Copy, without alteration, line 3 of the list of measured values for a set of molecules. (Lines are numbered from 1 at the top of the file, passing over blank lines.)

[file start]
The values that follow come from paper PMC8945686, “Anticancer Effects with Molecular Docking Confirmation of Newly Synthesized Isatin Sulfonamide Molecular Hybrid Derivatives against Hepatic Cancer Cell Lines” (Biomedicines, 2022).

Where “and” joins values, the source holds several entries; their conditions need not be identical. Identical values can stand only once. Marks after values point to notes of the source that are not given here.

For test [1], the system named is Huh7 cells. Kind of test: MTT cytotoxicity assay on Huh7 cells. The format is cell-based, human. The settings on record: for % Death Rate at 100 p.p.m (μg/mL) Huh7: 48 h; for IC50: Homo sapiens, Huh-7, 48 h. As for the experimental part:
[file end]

For test [1], the system named is Huh7 cells. Kind of test: MTT cytotoxicity assay on Huh7 cells. The format is cell-based, human. The settings on record: for % Death Rate at 100 p.p.m (μg/mL) Huh7: 48 h; for IC50: Homo sapiens, Huh-7, 48 h. As for the experimental part: